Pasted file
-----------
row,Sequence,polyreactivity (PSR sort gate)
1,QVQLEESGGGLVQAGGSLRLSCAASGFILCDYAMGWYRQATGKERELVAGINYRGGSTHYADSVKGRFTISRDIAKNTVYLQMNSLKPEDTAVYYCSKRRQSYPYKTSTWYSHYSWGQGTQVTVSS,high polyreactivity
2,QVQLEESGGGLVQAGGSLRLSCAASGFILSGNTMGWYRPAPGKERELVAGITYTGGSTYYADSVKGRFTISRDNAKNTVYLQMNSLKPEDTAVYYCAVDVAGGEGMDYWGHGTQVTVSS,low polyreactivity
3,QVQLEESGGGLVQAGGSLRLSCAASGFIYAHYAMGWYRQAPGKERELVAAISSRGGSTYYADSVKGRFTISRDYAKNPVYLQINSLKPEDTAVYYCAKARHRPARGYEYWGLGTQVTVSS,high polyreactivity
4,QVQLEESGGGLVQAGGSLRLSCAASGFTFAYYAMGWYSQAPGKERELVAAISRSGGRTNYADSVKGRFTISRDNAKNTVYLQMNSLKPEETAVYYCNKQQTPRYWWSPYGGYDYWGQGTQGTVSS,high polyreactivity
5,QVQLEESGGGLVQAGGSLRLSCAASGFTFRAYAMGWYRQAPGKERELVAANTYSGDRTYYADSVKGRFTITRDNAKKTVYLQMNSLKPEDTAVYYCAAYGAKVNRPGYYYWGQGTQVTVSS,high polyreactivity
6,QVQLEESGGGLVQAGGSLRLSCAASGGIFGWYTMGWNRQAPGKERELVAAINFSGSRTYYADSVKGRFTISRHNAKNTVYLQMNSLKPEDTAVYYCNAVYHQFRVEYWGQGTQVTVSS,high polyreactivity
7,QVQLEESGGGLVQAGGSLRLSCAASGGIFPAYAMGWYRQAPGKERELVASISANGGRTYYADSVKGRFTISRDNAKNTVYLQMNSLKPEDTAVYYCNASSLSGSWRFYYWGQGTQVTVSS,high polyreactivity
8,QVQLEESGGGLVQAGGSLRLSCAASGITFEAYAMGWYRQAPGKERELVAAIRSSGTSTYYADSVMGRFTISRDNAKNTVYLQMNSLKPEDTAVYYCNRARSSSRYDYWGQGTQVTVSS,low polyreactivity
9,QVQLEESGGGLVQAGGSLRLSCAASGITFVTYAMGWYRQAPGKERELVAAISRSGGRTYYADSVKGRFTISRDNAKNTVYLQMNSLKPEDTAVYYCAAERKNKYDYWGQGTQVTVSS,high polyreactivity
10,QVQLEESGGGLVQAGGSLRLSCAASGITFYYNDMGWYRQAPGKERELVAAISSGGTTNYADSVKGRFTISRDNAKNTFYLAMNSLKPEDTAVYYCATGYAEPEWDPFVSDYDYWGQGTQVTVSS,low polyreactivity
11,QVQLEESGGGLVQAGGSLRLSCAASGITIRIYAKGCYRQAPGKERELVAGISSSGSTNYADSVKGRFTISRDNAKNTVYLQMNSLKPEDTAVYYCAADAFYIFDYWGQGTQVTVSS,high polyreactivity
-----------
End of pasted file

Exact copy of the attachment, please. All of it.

row,Sequence,polyreactivity (PSR sort gate)
1,QVQLEESGGGLVQAGGSLRLSCAASGFILCDYAMGWYRQATGKERELVAGINYRGGSTHYADSVKGRFTISRDIAKNTVYLQMNSLKPEDTAVYYCSKRRQSYPYKTSTWYSHYSWGQGTQVTVSS,high polyreactivity
2,QVQLEESGGGLVQAGGSLRLSCAASGFILSGNTMGWYRPAPGKERELVAGITYTGGSTYYADSVKGRFTISRDNAKNTVYLQMNSLKPEDTAVYYCAVDVAGGEGMDYWGHGTQVTVSS,low polyreactivity
3,QVQLEESGGGLVQAGGSLRLSCAASGFIYAHYAMGWYRQAPGKERELVAAISSRGGSTYYADSVKGRFTISRDYAKNPVYLQINSLKPEDTAVYYCAKARHRPARGYEYWGLGTQVTVSS,high polyreactivity
4,QVQLEESGGGLVQAGGSLRLSCAASGFTFAYYAMGWYSQAPGKERELVAAISRSGGRTNYADSVKGRFTISRDNAKNTVYLQMNSLKPEETAVYYCNKQQTPRYWWSPYGGYDYWGQGTQGTVSS,high polyreactivity
5,QVQLEESGGGLVQAGGSLRLSCAASGFTFRAYAMGWYRQAPGKERELVAANTYSGDRTYYADSVKGRFTITRDNAKKTVYLQMNSLKPEDTAVYYCAAYGAKVNRPGYYYWGQGTQVTVSS,high polyreactivity
6,QVQLEESGGGLVQAGGSLRLSCAASGGIFGWYTMGWNRQAPGKERELVAAINFSGSRTYYADSVKGRFTISRHNAKNTVYLQMNSLKPEDTAVYYCNAVYHQFRVEYWGQGTQVTVSS,high polyreactivity
7,QVQLEESGGGLVQAGGSLRLSCAASGGIFPAYAMGWYRQAPGKERELVASISANGGRTYYADSVKGRFTISRDNAKNTVYLQMNSLKPEDTAVYYCNASSLSGSWRFYYWGQGTQVTVSS,high polyreactivity
8,QVQLEESGGGLVQAGGSLRLSCAASGITFEAYAMGWYRQAPGKERELVAAIRSSGTSTYYADSVMGRFTISRDNAKNTVYLQMNSLKPEDTAVYYCNRARSSSRYDYWGQGTQVTVSS,low polyreactivity
9,QVQLEESGGGLVQAGGSLRLSCAASGITFVTYAMGWYRQAPGKERELVAAISRSGGRTYYADSVKGRFTISRDNAKNTVYLQMNSLKPEDTAVYYCAAERKNKYDYWGQGTQVTVSS,high polyreactivity
10,QVQLEESGGGLVQAGGSLRLSCAASGITFYYNDMGWYRQAPGKERELVAAISSGGTTNYADSVKGRFTISRDNAKNTFYLAMNSLKPEDTAVYYCATGYAEPEWDPFVSDYDYWGQGTQVTVSS,low polyreactivity
11,QVQLEESGGGLVQAGGSLRLSCAASGITIRIYAKGCYRQAPGKERELVAGISSSGSTNYADSVKGRFTISRDNAKNTVYLQMNSLKPEDTAVYYCAADAFYIFDYWGQGTQVTVSS,high polyreactivity